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Richard Becker, MD, director of the UC Heart, Lung and Vascular Institute, shown in the UC College of Medicine.

Richard Becker, MD, director of the UC Heart, Lung and Vascular Institute, shown in the UC College of Medicine.
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Publish Date: 10/10/17
Media Contact: Cedric Ricks, 513-558-4657
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Stay Active and Avoid Complications from Thrombosis

Thrombosis is a silent but deadly foe that can strike patients recovering from surgery, women during pregnancy and shortly after delivery or individuals whose sedentary lifestyles present a hazard, explains a University of Cincinnati College of Medicine professor and UC Health cardiologist.

It’s a condition that includes the formation of a blood clot in a deep vein typically in the leg or pelvic veins (deep vein thrombosis) and pulmonary embolism which results if a clot dislodges and travels to the lungs, says Richard Becker, MD, director of the UC Heart, Lung and Vascular Institute.

Raising awareness of the dangers of venous thromboembolism is the goal of this year’s international observance of World Thrombosis Day set for Friday, Oct. 13. About 10 million people worldwide, including 900,000 Americans, annually suffer from venous thromboembolism, says Becker, director of the UC Division of Cardiovascular Health and Disease.

"Thrombosis defined as a blood clot within a blood vessel is ubiquitous in society,” says Becker. "It can be either protective, stemming blood loss from an injury or harmful and life-threatening when developing without good cause. Thrombosis that occurs in an artery is the proximate cause of heart attacks and strokes.”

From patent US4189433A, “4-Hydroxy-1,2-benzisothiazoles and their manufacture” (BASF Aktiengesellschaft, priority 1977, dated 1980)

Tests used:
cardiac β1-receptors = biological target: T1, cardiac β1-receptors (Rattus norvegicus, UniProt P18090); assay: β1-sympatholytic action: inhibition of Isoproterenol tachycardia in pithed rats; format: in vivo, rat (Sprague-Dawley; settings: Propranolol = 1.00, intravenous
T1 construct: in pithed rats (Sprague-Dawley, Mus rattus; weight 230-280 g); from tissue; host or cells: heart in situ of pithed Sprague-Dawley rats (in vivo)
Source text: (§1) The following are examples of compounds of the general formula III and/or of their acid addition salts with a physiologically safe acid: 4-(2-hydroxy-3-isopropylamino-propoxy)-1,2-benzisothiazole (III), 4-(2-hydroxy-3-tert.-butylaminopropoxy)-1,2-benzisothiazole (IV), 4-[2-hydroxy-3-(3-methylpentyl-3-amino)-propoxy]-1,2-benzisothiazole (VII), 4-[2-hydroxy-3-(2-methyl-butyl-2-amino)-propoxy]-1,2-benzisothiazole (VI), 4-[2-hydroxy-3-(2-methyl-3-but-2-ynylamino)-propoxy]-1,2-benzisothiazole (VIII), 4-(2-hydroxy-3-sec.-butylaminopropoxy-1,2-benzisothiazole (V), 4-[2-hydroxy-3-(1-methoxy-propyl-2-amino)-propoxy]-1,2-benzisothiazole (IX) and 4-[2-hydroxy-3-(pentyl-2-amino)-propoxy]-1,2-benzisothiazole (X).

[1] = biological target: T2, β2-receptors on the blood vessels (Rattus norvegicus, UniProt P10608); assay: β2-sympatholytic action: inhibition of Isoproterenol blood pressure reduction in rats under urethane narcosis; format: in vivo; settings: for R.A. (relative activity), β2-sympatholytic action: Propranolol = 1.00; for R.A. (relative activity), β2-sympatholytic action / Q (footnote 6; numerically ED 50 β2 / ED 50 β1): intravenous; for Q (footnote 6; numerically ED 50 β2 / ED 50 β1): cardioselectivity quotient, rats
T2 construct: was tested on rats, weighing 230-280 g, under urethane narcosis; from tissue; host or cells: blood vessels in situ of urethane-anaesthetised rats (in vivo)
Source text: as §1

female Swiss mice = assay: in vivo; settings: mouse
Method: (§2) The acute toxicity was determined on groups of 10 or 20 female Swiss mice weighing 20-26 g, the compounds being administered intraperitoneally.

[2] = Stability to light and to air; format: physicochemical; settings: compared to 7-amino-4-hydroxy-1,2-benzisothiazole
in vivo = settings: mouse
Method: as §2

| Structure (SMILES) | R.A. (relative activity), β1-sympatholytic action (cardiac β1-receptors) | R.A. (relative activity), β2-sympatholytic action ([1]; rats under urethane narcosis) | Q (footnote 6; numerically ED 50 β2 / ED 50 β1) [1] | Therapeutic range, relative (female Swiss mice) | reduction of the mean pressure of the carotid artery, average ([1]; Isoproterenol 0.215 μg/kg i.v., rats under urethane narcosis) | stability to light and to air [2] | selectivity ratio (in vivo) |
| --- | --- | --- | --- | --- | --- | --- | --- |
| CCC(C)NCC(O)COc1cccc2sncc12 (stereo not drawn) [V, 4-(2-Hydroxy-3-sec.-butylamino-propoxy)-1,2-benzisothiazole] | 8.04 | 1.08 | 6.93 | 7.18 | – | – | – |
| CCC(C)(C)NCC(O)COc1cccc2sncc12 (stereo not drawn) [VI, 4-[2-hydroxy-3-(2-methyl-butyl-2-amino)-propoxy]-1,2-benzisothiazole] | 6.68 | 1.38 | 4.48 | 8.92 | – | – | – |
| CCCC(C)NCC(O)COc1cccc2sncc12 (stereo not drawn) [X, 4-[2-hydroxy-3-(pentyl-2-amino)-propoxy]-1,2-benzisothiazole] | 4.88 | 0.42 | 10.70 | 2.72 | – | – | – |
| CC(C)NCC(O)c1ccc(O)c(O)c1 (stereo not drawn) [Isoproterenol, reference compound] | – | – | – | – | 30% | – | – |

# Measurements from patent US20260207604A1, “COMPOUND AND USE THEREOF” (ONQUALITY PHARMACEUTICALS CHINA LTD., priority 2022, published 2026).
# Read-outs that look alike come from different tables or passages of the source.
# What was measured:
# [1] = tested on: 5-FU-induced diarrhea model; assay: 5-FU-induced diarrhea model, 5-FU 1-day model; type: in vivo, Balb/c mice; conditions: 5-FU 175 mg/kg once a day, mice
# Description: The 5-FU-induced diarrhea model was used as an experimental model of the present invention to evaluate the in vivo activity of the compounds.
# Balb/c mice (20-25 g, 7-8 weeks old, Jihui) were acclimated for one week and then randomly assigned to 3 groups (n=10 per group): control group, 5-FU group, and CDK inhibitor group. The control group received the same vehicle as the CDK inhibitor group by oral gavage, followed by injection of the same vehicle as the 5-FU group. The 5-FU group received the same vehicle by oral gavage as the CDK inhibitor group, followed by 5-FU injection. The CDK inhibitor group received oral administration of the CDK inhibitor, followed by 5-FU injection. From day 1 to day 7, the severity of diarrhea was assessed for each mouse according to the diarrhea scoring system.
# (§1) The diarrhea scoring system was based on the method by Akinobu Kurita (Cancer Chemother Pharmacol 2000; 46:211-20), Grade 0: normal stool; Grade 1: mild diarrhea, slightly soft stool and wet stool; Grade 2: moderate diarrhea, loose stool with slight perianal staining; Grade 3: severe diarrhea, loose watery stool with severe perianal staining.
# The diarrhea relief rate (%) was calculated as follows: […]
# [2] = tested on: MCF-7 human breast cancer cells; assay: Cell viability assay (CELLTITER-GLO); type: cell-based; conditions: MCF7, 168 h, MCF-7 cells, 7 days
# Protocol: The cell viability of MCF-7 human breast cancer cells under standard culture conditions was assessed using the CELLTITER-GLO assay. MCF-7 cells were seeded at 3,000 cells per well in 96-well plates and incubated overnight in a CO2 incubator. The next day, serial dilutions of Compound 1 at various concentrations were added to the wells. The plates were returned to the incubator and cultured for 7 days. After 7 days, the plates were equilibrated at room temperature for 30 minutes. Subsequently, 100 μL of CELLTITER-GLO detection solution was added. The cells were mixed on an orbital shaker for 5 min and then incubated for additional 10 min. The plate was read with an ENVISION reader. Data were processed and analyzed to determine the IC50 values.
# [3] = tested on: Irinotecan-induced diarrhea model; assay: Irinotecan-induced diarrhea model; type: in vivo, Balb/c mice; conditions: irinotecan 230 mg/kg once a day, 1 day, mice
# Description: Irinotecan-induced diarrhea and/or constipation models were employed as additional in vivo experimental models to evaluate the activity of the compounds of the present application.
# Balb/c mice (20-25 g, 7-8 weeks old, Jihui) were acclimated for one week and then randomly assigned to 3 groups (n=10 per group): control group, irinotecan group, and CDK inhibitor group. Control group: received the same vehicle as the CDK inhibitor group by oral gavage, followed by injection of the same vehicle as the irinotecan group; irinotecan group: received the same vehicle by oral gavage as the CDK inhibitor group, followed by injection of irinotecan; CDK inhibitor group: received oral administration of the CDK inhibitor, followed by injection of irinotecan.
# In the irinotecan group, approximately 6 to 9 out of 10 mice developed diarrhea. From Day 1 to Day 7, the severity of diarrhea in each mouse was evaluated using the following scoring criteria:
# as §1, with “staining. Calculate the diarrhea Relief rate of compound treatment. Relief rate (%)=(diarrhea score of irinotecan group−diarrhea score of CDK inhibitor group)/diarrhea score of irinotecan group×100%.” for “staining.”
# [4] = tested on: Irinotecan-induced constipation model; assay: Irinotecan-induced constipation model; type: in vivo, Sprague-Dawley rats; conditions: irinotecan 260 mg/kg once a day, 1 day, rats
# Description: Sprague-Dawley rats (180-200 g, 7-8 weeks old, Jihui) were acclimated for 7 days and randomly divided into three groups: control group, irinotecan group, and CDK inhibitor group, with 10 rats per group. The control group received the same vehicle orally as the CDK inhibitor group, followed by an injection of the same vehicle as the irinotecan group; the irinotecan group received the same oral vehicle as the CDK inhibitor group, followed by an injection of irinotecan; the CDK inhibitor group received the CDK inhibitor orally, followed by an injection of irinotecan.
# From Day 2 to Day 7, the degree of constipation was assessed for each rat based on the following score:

During pregnancy and for the first six weeks after delivery, new moms are at high risk of developing deep vein thrombosis and pulmonary embolism, says Becker. "Some people inherit risk, but in terms of pregnancy there is a heightened risk. One of the body’s many changes during pregnancy in preparation for delivery is to become very proficient at forming blood clots. Without very well-primed abilities to form blood clots a women suffer significant or even fatal bleeding with just normal delivery.”

Becker says women of color seem to be at greater risk of developing blood clots during and after pregnancy. Thrombosis is preventable and treatable. Becker along with the Centers for Disease Control and Prevention offers some suggestions:

  • Move around as soon as possible after being confined to bed, such as after surgery, serious medical illness or traumatic injury.
  • If you’re at risk for deep vein thrombosis, talk to your doctor about graduated compression stockings and the use of anticoagulants (blood thinning medication) to prevent an occurrence.
  • When sitting for long periods of time such as traveling for more than four hours, get up and walk every two to three hours.
  • Maintain a healthy weight and avoid a sedentary lifestyle.
  • Women known to be at high risk for venous thromboembolism during pregnancy may be prescribed a blood thinning medication to minimize risk.

For more information on thrombosis please visit

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